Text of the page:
Sarah Holland

Sarah Holland

Sarah Holland

Describe your current area of research and/or your academic interests:

Much of my research throughout the program was around internet folklore: the Babadook as an identifier of queerness in virtual spaces, the memetic development of the W.A.P dance on TikTok, video games as folkloric objects through online fan and modding communities, and other, similar topics. I saw an opening in that space where little research was being done, and a lot of the thought leaders in that space were still a few years behind the current trends. And, quite frankly, I find those topics incredibly interesting and fun.

I’ve always enjoyed pushing the boundaries of what is considered “worthy” of academic research, looking at literature, for example, that has been historically maligned, like manga, science fiction, young adult, and others. One of the great things about the study of folklore is that the discipline really embraces this attitude of exploring the oft-unexplored.

Are there faculty or staff members who have made a difference thus far during your Mason career? Please give an example of this impact if possible.

Truly, every faculty member I had in the folklore program was exceptional. Professors Benjamin Gatling, Lisa Gilman, and Lijun Zhang were all incredible educators and supportive mentors.

When I said I wanted to write about genre intertextuality through a viral TikTok dance, Professor Gatling said, “Awesome!” When I presented a paper on Five Nights at Freddy’s, Professor Zhang said she was excited that she got to learn about a culture and community she’d never heard of. And when I said I wanted to look at Babadook memes on Tumblr in Professor Gilman’s “Gender, Sexuality, and Folklore” class, she encouraged me to consider developing the paper further into a journal article. I have never felt so encouraged in pursuing my intellectual interests.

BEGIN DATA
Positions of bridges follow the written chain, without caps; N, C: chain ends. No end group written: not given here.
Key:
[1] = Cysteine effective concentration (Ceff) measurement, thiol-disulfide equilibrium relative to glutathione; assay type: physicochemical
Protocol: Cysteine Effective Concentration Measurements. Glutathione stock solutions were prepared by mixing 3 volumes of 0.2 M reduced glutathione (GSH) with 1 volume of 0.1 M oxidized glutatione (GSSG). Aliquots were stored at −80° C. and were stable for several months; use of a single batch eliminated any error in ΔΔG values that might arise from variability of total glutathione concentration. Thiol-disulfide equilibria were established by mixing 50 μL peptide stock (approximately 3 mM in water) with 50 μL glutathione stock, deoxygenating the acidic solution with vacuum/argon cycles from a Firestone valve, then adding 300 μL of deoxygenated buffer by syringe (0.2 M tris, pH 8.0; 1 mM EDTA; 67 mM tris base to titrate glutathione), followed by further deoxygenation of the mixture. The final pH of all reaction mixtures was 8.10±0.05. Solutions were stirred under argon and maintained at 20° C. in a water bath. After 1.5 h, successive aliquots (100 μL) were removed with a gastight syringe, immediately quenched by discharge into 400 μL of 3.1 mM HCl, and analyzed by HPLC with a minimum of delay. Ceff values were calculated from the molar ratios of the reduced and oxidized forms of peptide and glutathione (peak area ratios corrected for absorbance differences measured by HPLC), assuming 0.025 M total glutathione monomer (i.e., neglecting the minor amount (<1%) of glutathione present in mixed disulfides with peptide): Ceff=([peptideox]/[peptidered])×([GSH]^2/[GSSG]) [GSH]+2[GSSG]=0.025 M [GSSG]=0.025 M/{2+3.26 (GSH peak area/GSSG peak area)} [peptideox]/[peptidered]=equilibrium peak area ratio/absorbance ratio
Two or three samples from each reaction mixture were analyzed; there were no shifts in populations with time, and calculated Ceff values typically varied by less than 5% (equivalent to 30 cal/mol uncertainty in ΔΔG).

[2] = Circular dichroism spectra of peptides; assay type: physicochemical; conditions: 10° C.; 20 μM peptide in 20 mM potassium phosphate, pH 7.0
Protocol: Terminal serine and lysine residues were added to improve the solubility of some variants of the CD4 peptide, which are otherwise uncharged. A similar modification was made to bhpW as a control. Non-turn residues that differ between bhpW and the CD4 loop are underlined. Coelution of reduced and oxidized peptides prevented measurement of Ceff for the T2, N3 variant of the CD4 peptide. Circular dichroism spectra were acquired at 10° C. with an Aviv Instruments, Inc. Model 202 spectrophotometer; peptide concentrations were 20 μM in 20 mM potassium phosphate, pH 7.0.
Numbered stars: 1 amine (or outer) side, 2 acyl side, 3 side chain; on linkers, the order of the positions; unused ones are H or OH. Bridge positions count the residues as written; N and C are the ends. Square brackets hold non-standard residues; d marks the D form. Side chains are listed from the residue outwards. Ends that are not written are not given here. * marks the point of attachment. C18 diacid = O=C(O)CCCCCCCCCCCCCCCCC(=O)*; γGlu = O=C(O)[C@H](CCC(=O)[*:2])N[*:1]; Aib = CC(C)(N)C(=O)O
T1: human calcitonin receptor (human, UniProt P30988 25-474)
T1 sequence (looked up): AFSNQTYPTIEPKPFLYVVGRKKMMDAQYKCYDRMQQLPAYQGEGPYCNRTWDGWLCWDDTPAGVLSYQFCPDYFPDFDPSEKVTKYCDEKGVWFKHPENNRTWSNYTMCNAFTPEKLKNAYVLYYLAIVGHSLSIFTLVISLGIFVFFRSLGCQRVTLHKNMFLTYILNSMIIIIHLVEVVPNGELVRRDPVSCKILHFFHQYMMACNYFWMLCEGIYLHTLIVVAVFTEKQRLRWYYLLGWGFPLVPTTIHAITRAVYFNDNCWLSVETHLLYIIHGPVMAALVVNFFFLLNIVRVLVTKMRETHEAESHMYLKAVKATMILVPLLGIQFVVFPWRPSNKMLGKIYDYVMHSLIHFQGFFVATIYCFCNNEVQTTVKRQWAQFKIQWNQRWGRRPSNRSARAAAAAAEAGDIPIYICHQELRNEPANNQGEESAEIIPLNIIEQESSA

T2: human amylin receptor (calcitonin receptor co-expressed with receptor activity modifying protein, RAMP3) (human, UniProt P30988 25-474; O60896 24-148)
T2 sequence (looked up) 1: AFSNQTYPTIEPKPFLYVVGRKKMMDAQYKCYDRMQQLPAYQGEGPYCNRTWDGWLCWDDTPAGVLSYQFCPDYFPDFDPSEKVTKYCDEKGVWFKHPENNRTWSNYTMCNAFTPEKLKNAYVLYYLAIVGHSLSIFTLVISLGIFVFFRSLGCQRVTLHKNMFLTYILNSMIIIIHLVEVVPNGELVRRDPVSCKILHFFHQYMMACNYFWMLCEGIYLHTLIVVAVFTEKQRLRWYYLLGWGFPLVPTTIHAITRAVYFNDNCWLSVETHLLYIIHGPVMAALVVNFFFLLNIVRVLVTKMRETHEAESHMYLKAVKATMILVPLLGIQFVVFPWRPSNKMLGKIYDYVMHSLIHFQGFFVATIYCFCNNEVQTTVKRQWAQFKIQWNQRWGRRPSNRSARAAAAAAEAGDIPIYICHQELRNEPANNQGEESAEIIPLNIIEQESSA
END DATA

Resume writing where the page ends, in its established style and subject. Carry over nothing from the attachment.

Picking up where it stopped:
What was/were your favorite class(es)?

All of them. I’m not kidding, every class I took I found valuable, and they all challenged me in positive, productive ways to become a better writer, scholar, and folklorist. One thing that I think was most engaging about these classes was their mix of theoretical insights, practical application, and engagement with both the history and current state of folklore studies through a critical lens. That sort of honesty is hard to come by in academic programs, and I appreciated that we were in real time grappling with issues of equity and ethics in our field.

What was your greatest accomplishment?

I had the opportunity to interview Margaret Yocom, professor emerita and founder of the Mason Folklore program, on how she utilizes her folklore expertise in her work as a creative writer. At the time, I was working on my seminar paper for one of the theory classes; I was writing about how marginalized scholars within the field have been leading the way on alternative, creative methods of ethnography for decades. Not only were Professor Yocom’s voice and perspective valuable in the construction of that paper, but I ended up submitting it for the Margaret R. Yocom Student Paper Prize and winning the award for it. It was really incredible to not only have my scholarship and work acknowledged but to have it be an award in her honor was just plain poetic.

How do you hope to use your degree and studies in the future?

As a creative writer, I hope to use what I’ve learned in my work to craft better worlds and stories. And in general, I hope to just...keep engaging in folklore scholarship and research. Who knows, maybe one day Mason will have a Folklore Ph.D.; if that day comes, I’ll be number 1 in line for a spot in that inaugural cohort.